We all love the music that our routines are choreographed to, and that’s why dance competitions usually play your music really LOUD. Sound pressure levels of greater than 95 decibels are common in competition venues. You can easily get an approximate measure of the sound pressure level of any environment you are in with a free smartphone app. (I use Decibel Meter-Free for iPhone.)
Most dance teachers and choreographers are unaware that exposure to sound sources at these volumes (94 db or more) for more than 60 minutes consecutively can cause permanent hearing loss (source:National Institute for Occupational Safety and Health (NIOSH)).
That is why I ALWAYS use hearing protection at dance competitions. You can use the cheap, foam type found in pharmacies, but that type tends to muffle the sound, and is therefore not enjoyable to use. I use Ear Peace protectors, which reduce the volume uniformly across all frequencies. The result is that the music sounds just as good as without the ear plugs, but the sound pressure is reduced so that you don’t damage your hearing or leave the competition with a splitting headache. I find that music actually sounds BETTER at competitions or rock concerts with the ear plugs than without, because at super-loud volumes, music actually distorts in your ear drums. Best of all, you can get a pair of HD Ear Peace protectors, with carrying case, for less than $20.
The other great thing about Ear Peace protection is that you can still have conversations with people that are next to you.
Just as you wear sunglasses in bright sunlight situations, consider hearing protection to be the equivalent device for your ears in loud settings. Do yourself a favor and protect your ears the next time you are at dance competition, especially when the solution is quite inexpensive.
I am proud to be an Advisory Panel member of the organization Youth Protection Advocates in Dance (YPAD). YPAD has just launched a membership option to further their mission to educate dance choreographers, studio owners, teachers, parents, and competition owners about the harmful effects of creating hypersexual routines for students.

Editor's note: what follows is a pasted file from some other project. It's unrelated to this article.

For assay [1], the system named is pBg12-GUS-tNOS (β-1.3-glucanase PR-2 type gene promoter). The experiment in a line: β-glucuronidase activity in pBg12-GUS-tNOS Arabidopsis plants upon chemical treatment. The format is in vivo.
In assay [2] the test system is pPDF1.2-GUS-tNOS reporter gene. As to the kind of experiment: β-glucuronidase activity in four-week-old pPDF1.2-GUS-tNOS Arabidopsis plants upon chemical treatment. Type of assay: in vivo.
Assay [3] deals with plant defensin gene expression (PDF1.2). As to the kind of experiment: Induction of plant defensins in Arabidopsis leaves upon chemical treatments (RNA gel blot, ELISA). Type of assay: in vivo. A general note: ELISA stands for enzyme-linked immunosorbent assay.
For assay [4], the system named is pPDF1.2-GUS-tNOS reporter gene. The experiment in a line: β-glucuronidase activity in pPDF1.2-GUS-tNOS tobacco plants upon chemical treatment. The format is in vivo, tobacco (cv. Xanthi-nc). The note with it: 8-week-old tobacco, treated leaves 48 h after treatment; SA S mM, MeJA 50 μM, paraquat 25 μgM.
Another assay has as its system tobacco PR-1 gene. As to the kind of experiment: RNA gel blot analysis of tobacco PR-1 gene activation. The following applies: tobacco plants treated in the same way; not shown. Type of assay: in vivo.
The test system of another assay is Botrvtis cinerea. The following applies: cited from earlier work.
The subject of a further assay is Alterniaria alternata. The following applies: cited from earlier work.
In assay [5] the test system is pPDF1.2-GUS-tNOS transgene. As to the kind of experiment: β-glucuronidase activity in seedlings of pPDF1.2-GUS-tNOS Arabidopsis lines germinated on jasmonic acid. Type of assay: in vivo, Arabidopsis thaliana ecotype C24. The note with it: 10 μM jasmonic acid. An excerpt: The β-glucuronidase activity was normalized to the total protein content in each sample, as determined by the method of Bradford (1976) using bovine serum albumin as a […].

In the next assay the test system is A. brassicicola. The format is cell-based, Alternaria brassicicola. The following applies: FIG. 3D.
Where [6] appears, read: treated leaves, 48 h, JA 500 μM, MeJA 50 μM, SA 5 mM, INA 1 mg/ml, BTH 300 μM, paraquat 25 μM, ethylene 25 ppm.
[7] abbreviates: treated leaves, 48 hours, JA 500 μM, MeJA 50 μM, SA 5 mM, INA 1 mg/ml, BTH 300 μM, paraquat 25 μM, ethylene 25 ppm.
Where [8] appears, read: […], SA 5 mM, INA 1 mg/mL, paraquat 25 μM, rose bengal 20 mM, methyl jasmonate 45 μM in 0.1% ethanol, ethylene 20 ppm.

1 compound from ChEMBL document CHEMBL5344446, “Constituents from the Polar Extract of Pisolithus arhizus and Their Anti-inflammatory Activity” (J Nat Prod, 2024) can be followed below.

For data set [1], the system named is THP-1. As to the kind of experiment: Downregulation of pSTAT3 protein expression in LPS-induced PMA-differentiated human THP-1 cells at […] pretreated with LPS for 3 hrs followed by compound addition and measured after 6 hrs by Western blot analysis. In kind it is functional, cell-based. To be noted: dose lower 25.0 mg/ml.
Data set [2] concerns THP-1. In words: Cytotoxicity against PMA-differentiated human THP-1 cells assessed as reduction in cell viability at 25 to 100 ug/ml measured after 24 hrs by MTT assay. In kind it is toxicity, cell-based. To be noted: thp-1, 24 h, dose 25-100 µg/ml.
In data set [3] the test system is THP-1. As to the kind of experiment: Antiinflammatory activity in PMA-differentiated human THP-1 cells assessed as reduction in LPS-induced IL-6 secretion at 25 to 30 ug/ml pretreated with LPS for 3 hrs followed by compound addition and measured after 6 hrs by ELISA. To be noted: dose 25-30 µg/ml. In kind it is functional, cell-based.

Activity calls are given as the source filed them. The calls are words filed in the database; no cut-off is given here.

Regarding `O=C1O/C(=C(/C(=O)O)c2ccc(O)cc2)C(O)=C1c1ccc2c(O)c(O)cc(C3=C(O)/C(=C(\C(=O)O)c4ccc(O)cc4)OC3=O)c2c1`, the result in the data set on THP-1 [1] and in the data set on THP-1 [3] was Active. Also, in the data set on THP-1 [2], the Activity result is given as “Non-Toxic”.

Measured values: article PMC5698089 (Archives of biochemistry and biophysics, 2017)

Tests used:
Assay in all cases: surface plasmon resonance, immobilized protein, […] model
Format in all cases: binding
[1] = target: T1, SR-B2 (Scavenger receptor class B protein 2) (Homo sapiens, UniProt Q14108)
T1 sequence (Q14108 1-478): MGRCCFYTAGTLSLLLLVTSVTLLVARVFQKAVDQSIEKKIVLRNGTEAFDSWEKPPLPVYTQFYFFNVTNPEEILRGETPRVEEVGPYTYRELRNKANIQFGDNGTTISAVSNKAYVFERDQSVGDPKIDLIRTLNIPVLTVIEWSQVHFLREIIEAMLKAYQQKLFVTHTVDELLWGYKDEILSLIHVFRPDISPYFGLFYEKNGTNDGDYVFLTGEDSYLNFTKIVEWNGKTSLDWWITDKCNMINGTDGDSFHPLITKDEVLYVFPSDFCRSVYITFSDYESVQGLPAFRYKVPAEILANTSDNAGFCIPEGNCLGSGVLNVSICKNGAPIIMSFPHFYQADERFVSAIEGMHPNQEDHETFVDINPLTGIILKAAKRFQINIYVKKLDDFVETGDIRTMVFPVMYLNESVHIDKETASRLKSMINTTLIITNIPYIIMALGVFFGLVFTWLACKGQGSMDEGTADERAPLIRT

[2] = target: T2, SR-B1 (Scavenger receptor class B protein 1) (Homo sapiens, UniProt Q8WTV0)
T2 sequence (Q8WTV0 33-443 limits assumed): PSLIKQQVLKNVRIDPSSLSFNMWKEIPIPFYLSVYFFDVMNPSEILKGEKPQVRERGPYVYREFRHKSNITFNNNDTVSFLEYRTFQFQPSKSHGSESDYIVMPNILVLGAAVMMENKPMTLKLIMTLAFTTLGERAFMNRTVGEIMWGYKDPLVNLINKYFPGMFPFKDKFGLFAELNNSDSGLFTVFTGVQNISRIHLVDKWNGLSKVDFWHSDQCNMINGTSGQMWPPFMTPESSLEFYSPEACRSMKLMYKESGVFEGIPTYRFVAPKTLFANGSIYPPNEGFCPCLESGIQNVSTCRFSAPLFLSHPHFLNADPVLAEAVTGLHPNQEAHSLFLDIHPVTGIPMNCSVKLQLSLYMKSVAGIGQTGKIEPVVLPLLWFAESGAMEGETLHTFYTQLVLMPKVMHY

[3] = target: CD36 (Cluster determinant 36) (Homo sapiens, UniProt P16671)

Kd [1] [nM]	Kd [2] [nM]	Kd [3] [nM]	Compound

And therefore, it is natural that Squirrel Trench Audio, your source for clean edits and remixes for dance studios worldwide, would be among the first to help sponsor YPAD’s new membership levels. In this exclusive opportunity, becoming a YPAD member will give you a discount of 10% off all of the clean music in the Squirrel Trench-Legitmix catalog. (There are currently more than 300 clean edits and remixes in the catalog, and more are frequently added.) Becoming a YPAD member will not only help further YPAD’s education mission, and get you other benefits, but it will also enable you to buy your competition and recital clean edits and remixes at a 10% discount.
Learn more about YPAD Membership here, and then make the purchase to get your Squirrel Trench-Legitmix discount code!
Check out the Squirrel Trench Audio catalog of clean edits and remixes on Legitmix:
iTunes is non-intuitive when it comes to converting a song from one format to another.
iTunes can convert audio into any of five different formats, AAC (which has an m4a extension), AIF, Apple Lossless, MP3, and WAV. But right-clicking on a song only shows you one choice to convert to, and your conversion option is only whatever you have your CD import settings set to! (It doesn’t really make a lot of sense, but it is what it is.) To change it to MP3, just go to Preferences -> General -> Import Settings, and select MP3 Encoder.
When you do, be SURE to set your MP3 import settings to:
• Stereo Bit rate: 256 kbps
• [check] Use variable bit rate encoding (yes)
• Quality: Highest
• Sample Rate: 44.100 kHz
• Channels: Stereo
• Stereo Mode: Normal
• [check] Smart Encoding Adjustments (yes)
• [check] Filter Frequencies Below 10 Hz (yes)
If later, you need to convert music to a different format that iTunes supports, then follow the steps listed above, but select the destination format that you want to convert to. For example, if you need a WAV file, then select WAV in your Import Settings, and once you do that, Convert to WAV will be an option when you right-click on a song.